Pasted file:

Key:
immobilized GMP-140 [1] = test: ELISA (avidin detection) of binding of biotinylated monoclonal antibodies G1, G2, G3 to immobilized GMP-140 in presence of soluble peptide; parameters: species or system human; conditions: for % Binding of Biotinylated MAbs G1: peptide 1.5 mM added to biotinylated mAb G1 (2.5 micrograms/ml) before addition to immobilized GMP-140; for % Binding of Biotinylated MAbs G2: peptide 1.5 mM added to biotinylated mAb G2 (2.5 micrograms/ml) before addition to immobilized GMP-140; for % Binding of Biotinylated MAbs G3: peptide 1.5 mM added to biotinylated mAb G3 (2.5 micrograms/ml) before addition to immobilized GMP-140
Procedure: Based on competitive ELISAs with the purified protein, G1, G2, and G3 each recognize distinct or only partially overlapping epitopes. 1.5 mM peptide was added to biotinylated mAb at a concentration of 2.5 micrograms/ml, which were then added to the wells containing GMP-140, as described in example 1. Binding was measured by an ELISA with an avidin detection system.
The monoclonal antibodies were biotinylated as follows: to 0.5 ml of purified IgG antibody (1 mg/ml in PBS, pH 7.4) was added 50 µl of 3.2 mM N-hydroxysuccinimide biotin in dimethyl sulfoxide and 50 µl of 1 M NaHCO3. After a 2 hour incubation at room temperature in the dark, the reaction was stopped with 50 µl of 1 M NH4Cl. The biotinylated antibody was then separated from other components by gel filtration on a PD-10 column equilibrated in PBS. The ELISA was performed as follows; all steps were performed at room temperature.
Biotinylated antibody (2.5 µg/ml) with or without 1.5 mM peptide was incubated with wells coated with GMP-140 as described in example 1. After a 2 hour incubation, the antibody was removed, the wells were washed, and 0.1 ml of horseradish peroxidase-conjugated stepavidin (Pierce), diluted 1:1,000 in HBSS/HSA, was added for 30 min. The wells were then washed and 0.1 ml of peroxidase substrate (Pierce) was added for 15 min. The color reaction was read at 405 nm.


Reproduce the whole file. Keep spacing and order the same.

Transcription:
Key:
immobilized GMP-140 [1] = test: ELISA (avidin detection) of binding of biotinylated monoclonal antibodies G1, G2, G3 to immobilized GMP-140 in presence of soluble peptide; parameters: species or system human; conditions: for % Binding of Biotinylated MAbs G1: peptide 1.5 mM added to biotinylated mAb G1 (2.5 micrograms/ml) before addition to immobilized GMP-140; for % Binding of Biotinylated MAbs G2: peptide 1.5 mM added to biotinylated mAb G2 (2.5 micrograms/ml) before addition to immobilized GMP-140; for % Binding of Biotinylated MAbs G3: peptide 1.5 mM added to biotinylated mAb G3 (2.5 micrograms/ml) before addition to immobilized GMP-140
Procedure: Based on competitive ELISAs with the purified protein, G1, G2, and G3 each recognize distinct or only partially overlapping epitopes. 1.5 mM peptide was added to biotinylated mAb at a concentration of 2.5 micrograms/ml, which were then added to the wells containing GMP-140, as described in example 1. Binding was measured by an ELISA with an avidin detection system.
The monoclonal antibodies were biotinylated as follows: to 0.5 ml of purified IgG antibody (1 mg/ml in PBS, pH 7.4) was added 50 µl of 3.2 mM N-hydroxysuccinimide biotin in dimethyl sulfoxide and 50 µl of 1 M NaHCO3. After a 2 hour incubation at room temperature in the dark, the reaction was stopped with 50 µl of 1 M NH4Cl. The biotinylated antibody was then separated from other components by gel filtration on a PD-10 column equilibrated in PBS. The ELISA was performed as follows; all steps were performed at room temperature.
Biotinylated antibody (2.5 µg/ml) with or without 1.5 mM peptide was incubated with wells coated with GMP-140 as described in example 1. After a 2 hour incubation, the antibody was removed, the wells were washed, and 0.1 ml of horseradish peroxidase-conjugated stepavidin (Pierce), diluted 1:1,000 in HBSS/HSA, was added for 30 min. The wells were then washed and 0.1 ml of peroxidase substrate (Pierce) was added for 15 min. The color reaction was read at 405 nm.